Controversial ‘fracking’ should not be given the go-ahead until a safety case can be proved, a senior MP has said.
Shadow Energy Secretary Caroline Flint said there was “no evidence” to back up claims the gas extraction could revolutionise the UK’s energy market.
She sad there also needed to be more investigation into the environmental impact of the process which has been proven to cause earth tremors and been linked to water pollution in the United States.
The process of hydraulic fracturing involves high pressure pumping of water and a chemical into shale rock to release natural gas.
Mrs Flint said: “Is it worth the investment in terms of the benefits we might receive? No-one knows at the moment.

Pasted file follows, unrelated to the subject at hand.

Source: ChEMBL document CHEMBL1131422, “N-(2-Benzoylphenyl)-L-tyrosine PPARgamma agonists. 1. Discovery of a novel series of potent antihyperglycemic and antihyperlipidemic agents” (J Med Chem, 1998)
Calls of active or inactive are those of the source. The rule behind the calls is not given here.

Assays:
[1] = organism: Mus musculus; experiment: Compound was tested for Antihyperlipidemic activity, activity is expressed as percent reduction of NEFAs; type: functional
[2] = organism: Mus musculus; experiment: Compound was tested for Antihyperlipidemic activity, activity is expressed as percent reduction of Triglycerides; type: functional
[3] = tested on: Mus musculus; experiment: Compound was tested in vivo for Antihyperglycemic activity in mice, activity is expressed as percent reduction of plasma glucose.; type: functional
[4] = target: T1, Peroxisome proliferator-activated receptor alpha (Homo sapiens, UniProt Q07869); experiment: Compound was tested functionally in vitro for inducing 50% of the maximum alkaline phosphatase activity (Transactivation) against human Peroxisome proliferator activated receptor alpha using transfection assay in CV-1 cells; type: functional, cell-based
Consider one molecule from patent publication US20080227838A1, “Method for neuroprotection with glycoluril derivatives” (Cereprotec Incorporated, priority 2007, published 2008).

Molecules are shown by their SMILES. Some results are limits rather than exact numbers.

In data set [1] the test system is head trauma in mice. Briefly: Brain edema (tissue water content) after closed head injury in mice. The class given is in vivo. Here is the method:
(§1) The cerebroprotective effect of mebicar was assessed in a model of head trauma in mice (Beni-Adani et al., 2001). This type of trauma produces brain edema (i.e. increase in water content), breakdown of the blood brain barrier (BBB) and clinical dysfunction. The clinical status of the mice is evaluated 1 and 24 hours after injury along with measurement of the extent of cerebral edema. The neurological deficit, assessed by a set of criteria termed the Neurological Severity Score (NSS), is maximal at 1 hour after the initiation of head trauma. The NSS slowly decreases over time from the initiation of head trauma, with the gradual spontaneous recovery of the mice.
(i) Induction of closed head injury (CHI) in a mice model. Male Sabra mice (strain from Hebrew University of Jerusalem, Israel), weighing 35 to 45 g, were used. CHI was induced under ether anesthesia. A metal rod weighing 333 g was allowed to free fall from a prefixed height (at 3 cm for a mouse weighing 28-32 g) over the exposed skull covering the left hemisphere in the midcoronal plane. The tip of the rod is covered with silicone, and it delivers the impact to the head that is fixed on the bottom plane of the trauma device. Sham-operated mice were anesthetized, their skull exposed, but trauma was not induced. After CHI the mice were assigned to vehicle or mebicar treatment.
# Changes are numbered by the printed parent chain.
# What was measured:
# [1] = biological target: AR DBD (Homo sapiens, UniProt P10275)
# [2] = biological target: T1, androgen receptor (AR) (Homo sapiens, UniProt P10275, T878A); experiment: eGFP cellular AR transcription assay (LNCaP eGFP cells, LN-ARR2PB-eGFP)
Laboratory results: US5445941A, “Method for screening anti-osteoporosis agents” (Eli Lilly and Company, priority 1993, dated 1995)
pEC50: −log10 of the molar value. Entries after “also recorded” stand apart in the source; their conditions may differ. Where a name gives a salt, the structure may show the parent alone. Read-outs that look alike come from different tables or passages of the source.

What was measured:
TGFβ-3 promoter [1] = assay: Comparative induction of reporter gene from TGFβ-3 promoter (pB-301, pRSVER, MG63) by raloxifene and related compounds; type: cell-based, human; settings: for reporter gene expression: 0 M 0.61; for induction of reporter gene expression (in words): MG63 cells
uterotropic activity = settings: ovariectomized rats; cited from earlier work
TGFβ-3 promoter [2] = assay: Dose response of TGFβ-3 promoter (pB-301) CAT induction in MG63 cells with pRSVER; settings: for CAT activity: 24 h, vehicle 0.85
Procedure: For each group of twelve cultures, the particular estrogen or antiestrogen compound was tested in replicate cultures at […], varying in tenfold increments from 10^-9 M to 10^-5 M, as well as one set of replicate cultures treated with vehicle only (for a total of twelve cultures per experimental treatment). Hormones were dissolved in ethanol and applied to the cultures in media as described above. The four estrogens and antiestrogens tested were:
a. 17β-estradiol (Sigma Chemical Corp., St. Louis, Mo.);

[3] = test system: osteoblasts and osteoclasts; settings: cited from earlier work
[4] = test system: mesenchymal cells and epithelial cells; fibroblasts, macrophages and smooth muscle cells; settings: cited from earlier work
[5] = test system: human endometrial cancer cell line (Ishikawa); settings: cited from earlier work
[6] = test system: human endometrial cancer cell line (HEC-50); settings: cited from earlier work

“What worries me is the Government is charging head-long into this as if it were some silver bullet when we really do not know enough about it.”
The Labour shadow cabinet member said there needed to be more focus on market reforms being introduced in the Energy Bill currently going through Parliament before issues such as fracking were addressed.
She added: “I do not want a situation where our strategy (on fracking) is based on supposition, we must make decisions knowing all the facts first.
“We are not even making decisions about our energy supply on facts we know about, so we need to act on those first.”
Cuadrilla Resources, the company leading exploration work at four sites in Lancashire, has said it is putting its plans to fracture wells on hold until 2014 to undertake an environmental impact assessment.
It has wells drilled at sites at Singleton, Preese Hall, near Weeton, Anna’s Road, near Lytham, and Banks, near Preston.